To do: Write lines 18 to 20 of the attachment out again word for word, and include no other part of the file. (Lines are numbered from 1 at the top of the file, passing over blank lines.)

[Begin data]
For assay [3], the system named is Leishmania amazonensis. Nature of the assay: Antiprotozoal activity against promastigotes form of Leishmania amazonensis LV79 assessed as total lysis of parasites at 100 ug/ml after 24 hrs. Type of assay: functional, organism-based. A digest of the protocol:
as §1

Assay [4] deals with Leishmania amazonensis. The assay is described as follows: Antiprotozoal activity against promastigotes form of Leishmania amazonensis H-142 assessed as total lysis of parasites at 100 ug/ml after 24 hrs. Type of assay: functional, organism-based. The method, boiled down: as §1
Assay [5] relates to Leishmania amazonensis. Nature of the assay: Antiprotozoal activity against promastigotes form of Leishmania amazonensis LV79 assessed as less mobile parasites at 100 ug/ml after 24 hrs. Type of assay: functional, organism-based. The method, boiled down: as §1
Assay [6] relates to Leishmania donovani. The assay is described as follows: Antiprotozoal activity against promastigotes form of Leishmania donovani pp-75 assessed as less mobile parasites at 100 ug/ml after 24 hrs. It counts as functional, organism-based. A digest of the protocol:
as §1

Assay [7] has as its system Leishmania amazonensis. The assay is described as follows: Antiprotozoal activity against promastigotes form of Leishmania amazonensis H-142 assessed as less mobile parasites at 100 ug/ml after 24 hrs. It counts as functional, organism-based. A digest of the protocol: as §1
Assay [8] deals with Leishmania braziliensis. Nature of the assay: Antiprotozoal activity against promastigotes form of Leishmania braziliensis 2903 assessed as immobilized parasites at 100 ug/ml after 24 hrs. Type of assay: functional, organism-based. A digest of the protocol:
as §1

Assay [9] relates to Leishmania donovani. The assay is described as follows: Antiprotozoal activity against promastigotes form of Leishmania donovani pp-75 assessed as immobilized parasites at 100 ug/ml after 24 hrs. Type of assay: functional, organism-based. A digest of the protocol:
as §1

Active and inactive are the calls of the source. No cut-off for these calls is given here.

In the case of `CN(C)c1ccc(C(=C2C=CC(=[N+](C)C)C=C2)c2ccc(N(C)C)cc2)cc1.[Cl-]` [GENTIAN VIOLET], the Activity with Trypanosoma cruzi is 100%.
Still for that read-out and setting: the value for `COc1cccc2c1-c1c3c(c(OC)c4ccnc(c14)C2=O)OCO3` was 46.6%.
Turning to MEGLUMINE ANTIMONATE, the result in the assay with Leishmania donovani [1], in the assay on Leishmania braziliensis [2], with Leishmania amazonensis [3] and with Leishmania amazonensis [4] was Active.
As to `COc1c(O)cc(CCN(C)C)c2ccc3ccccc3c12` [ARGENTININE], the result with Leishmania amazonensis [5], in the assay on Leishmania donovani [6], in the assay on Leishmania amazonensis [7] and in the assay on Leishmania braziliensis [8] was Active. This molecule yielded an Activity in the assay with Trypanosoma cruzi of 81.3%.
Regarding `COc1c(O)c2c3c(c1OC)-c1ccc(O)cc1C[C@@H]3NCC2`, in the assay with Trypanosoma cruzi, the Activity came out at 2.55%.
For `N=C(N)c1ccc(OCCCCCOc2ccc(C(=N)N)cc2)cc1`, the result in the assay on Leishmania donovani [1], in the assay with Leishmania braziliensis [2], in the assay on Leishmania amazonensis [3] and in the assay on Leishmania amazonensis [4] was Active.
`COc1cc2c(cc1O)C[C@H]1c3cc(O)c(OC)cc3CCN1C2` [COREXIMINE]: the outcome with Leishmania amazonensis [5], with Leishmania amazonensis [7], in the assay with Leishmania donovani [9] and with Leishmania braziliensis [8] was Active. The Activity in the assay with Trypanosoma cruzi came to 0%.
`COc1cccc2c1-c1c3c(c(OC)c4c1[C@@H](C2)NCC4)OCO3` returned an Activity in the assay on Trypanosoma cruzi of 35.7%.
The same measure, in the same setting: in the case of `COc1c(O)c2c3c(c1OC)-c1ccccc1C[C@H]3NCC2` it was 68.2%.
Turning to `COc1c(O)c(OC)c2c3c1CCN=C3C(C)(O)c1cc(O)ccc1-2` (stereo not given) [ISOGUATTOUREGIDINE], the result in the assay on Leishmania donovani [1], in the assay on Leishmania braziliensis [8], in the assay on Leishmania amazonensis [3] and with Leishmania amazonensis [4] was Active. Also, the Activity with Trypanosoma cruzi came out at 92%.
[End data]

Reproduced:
For `N=C(N)c1ccc(OCCCCCOc2ccc(C(=N)N)cc2)cc1`, the result in the assay on Leishmania donovani [1], in the assay with Leishmania braziliensis [2], in the assay on Leishmania amazonensis [3] and in the assay on Leishmania amazonensis [4] was Active.
`COc1cc2c(cc1O)C[C@H]1c3cc(O)c(OC)cc3CCN1C2` [COREXIMINE]: the outcome with Leishmania amazonensis [5], with Leishmania amazonensis [7], in the assay with Leishmania donovani [9] and with Leishmania braziliensis [8] was Active. The Activity in the assay with Trypanosoma cruzi came to 0%.
`COc1cccc2c1-c1c3c(c(OC)c4c1[C@@H](C2)NCC4)OCO3` returned an Activity in the assay on Trypanosoma cruzi of 35.7%.